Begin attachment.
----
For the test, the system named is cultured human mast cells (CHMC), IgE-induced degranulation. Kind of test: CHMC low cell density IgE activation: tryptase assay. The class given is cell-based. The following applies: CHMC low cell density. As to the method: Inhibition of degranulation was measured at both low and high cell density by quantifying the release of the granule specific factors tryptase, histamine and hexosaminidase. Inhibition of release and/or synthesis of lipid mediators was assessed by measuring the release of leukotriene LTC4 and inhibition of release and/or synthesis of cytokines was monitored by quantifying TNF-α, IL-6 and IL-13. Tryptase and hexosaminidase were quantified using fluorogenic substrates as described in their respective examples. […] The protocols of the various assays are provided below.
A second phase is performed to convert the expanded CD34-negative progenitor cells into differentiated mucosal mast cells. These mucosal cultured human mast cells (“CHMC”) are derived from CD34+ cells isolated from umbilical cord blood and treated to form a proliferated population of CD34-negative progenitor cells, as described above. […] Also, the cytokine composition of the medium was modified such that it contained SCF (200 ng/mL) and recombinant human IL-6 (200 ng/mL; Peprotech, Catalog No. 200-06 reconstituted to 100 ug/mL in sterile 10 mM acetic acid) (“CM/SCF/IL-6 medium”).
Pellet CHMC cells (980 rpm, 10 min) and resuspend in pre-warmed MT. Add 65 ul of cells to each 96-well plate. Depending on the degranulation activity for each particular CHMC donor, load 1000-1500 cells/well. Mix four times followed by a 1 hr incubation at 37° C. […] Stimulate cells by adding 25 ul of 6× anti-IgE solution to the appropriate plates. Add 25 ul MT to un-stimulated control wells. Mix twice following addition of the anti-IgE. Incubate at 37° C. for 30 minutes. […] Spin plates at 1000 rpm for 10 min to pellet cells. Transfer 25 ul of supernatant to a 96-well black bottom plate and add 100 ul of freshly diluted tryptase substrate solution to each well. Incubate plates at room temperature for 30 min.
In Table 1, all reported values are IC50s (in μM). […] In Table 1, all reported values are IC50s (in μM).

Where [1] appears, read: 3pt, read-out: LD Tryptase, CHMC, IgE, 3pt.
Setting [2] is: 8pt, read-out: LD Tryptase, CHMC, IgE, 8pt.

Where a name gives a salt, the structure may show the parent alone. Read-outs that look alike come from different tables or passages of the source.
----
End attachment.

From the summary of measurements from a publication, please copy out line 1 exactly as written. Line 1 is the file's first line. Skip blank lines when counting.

For the test, the system named is cultured human mast cells (CHMC), IgE-induced degranulation. Kind of test: CHMC low cell density IgE activation: tryptase assay. The class given is cell-based. The following applies: CHMC low cell density. As to the method: Inhibition of degranulation was measured at both low and high cell density by quantifying the release of the granule specific factors tryptase, histamine and hexosaminidase. Inhibition of release and/or synthesis of lipid mediators was assessed by measuring the release of leukotriene LTC4 and inhibition of release and/or synthesis of cytokines was monitored by quantifying TNF-α, IL-6 and IL-13. Tryptase and hexosaminidase were quantified using fluorogenic substrates as described in their respective examples. […] The protocols of the various assays are provided below.